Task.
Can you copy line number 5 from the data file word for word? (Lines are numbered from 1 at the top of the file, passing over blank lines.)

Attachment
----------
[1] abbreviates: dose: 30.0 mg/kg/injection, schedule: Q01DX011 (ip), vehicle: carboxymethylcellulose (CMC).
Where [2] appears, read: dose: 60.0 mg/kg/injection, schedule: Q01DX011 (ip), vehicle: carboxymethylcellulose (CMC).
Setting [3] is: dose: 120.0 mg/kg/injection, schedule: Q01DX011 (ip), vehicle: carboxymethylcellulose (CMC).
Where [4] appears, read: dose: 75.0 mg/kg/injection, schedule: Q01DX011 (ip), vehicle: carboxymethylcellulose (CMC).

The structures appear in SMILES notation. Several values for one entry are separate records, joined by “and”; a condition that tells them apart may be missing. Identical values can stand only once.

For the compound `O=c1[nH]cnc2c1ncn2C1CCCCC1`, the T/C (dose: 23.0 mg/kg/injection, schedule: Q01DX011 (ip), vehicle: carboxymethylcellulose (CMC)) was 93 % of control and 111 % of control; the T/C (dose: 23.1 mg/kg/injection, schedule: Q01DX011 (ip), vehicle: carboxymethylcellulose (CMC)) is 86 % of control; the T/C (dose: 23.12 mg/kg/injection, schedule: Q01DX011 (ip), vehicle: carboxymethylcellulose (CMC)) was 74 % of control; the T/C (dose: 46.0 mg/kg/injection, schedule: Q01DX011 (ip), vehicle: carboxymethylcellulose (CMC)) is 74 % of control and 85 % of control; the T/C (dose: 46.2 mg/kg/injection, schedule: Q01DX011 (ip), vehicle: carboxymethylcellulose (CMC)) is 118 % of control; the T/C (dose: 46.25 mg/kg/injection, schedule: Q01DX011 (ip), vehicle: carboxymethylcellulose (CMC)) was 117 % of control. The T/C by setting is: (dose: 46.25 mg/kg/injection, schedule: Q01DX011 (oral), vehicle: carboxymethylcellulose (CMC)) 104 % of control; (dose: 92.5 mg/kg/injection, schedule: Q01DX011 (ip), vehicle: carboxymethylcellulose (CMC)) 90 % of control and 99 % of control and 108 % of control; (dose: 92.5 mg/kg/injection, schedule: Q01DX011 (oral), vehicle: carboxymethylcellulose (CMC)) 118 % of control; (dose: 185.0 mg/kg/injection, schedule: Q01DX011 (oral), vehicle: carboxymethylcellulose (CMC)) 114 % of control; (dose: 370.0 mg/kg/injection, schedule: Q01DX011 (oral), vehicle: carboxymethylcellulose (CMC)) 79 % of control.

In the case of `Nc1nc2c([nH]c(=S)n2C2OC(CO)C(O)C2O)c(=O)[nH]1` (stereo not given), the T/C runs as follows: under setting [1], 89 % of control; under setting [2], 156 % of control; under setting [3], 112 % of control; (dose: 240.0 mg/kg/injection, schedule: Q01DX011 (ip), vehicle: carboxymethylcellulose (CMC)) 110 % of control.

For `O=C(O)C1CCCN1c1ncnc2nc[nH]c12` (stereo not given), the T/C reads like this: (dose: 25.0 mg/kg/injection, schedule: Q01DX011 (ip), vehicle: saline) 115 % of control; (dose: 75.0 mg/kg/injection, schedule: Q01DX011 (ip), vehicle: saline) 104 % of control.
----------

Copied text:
The structures appear in SMILES notation. Several values for one entry are separate records, joined by “and”; a condition that tells them apart may be missing. Identical values can stand only once.